Buyers Uncertain About Cyber Insurance Payouts

 
 

social engineering cyber insurance

Social engineering has quickly become one of the most common means of cyberattack, but the cyber insurance industry may not be keeping up, and it could leave businesses at significant financial risk.

While two-thirds of companies have seen an increase in social engineering attacks, according to data security firm Mimecast, 45% of firms that have purchased cyber insurance are unsure if their policy is up-to-date in terms of covering these attacks. For example, only 43% of companies are confident their cyber policy would pay out in the event of CEO fraud (whaling).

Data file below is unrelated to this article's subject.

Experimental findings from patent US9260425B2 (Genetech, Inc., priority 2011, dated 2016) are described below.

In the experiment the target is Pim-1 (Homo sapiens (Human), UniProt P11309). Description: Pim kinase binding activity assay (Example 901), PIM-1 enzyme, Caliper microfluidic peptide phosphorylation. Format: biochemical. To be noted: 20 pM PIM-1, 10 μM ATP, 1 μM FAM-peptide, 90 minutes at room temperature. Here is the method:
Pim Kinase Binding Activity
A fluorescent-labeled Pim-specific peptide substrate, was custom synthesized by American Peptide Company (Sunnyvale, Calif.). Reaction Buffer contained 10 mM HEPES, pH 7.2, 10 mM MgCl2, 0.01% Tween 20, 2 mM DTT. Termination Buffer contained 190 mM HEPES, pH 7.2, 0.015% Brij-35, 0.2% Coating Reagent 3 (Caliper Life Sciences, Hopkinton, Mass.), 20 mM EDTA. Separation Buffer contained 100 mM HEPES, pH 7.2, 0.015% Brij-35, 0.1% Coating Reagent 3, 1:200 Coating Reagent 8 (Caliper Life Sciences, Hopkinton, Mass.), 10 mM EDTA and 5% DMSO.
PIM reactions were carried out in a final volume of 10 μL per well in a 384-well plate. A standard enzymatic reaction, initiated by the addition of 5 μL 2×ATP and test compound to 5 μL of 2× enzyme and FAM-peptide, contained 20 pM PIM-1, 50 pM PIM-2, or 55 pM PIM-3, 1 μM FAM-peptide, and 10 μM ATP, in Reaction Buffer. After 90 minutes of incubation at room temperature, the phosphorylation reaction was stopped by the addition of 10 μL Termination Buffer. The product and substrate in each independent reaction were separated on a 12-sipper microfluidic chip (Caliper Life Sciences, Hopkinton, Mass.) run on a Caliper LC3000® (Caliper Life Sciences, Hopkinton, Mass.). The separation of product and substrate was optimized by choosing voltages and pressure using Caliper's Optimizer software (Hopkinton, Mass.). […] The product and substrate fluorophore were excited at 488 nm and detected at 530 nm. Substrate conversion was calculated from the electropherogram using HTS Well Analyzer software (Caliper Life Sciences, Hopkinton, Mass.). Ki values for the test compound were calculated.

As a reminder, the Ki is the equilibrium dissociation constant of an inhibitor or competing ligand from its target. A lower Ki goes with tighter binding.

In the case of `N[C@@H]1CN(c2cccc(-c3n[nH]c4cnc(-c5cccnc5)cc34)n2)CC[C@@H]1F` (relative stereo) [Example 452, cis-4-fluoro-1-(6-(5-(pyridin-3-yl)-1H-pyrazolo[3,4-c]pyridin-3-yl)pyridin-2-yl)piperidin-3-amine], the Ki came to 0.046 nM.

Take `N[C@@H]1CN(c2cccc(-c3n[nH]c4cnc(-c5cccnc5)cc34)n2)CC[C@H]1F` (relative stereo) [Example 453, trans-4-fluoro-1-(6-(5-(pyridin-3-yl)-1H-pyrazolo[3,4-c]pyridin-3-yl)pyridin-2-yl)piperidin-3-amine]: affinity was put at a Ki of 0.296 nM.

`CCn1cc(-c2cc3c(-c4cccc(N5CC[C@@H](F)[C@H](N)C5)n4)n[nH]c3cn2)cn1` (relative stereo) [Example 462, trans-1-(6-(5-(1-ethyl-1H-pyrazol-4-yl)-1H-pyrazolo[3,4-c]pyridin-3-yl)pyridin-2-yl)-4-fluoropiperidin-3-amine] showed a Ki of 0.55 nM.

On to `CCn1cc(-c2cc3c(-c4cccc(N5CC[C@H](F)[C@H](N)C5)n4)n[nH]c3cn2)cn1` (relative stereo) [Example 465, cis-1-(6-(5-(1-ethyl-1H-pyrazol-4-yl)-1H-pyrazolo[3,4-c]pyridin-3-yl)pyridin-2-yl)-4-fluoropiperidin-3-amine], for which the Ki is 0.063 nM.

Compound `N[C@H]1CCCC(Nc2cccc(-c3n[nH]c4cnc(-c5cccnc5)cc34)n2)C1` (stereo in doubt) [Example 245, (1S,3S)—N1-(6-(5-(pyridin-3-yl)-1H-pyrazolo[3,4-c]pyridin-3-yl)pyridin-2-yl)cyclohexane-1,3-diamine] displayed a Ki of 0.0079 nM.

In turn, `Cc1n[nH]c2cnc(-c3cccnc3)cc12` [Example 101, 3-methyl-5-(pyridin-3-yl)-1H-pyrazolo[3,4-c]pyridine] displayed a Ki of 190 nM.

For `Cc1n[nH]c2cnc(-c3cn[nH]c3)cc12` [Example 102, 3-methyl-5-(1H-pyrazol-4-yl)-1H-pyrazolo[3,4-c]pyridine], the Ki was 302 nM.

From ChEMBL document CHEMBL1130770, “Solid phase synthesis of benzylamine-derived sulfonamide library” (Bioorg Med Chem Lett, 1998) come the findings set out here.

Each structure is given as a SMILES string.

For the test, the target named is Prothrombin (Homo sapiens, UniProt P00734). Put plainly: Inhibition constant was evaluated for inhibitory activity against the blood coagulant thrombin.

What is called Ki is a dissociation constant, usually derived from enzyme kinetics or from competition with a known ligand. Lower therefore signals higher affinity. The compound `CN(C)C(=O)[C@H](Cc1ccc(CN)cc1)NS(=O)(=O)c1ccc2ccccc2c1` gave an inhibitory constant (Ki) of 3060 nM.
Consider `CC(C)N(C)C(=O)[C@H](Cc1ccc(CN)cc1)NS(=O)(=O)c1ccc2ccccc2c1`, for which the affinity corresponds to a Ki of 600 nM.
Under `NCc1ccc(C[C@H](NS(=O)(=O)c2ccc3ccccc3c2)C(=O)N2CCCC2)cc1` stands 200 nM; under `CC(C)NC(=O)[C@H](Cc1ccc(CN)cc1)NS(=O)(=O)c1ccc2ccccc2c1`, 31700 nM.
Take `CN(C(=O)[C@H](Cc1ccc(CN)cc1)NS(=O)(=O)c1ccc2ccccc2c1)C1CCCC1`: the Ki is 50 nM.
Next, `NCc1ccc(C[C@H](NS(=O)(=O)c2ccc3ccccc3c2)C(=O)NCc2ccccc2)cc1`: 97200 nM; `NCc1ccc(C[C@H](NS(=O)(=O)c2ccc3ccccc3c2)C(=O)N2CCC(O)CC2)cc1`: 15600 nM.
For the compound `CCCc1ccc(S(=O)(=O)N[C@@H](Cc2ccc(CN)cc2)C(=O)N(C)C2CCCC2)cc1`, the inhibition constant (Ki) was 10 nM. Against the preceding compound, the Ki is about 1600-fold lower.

Coverage for losses incurred through these scams may be available, but as the cybersecurity landscape constantly evolves, they may fall outside the scope of coverage in the policy as it was originally signed.

“Cyber insurance uptake is growing quickly, but a lack of employee training on the latest email attacks is leaving organizations at great risk of breaking policy terms,” said Steven Malone, Mimecast’s director of security product management. “While insurers often pay for clean-up fees after a breach, it is important that organizations check that their policies protect them if an employee is tricked into sending a large amount of money to a fraudulent account.”

 
Hilary Tuttle

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About the Author

Hilary Tuttle is the editor of Risk Management.

 
 
 

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